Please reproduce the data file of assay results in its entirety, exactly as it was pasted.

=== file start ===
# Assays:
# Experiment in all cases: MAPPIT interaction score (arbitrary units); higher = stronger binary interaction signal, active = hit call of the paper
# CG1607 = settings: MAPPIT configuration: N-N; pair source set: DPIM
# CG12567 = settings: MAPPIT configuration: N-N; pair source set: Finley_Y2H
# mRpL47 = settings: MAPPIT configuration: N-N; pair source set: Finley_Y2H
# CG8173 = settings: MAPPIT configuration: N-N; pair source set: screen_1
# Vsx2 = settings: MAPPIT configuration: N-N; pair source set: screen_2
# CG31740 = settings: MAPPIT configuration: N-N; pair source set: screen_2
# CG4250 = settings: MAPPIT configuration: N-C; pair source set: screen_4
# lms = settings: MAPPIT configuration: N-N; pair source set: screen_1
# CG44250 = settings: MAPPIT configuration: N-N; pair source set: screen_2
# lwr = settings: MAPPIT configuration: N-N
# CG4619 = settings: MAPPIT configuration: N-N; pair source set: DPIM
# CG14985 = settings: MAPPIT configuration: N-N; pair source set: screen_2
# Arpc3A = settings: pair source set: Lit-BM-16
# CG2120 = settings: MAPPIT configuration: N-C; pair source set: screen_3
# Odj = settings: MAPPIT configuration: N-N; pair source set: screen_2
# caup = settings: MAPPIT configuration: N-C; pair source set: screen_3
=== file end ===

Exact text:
# Assays:
# Experiment in all cases: MAPPIT interaction score (arbitrary units); higher = stronger binary interaction signal, active = hit call of the paper
# CG1607 = settings: MAPPIT configuration: N-N; pair source set: DPIM
# CG12567 = settings: MAPPIT configuration: N-N; pair source set: Finley_Y2H
# mRpL47 = settings: MAPPIT configuration: N-N; pair source set: Finley_Y2H
# CG8173 = settings: MAPPIT configuration: N-N; pair source set: screen_1
# Vsx2 = settings: MAPPIT configuration: N-N; pair source set: screen_2
# CG31740 = settings: MAPPIT configuration: N-N; pair source set: screen_2
# CG4250 = settings: MAPPIT configuration: N-C; pair source set: screen_4
# lms = settings: MAPPIT configuration: N-N; pair source set: screen_1
# CG44250 = settings: MAPPIT configuration: N-N; pair source set: screen_2
# lwr = settings: MAPPIT configuration: N-N
# CG4619 = settings: MAPPIT configuration: N-N; pair source set: DPIM
# CG14985 = settings: MAPPIT configuration: N-N; pair source set: screen_2
# Arpc3A = settings: pair source set: Lit-BM-16
# CG2120 = settings: MAPPIT configuration: N-C; pair source set: screen_3
# Odj = settings: MAPPIT configuration: N-N; pair source set: screen_2
# caup = settings: MAPPIT configuration: N-C; pair source set: screen_3